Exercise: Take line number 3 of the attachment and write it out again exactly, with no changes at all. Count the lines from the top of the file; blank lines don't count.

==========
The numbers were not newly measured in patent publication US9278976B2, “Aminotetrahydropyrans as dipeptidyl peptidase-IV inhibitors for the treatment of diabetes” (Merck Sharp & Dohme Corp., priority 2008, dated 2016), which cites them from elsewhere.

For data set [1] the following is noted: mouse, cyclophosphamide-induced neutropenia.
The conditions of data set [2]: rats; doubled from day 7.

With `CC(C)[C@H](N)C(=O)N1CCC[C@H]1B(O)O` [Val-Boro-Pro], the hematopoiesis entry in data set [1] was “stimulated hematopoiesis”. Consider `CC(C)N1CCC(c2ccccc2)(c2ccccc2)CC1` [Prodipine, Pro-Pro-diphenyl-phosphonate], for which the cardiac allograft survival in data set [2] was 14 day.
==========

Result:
The conditions of data set [2]: rats; doubled from day 7.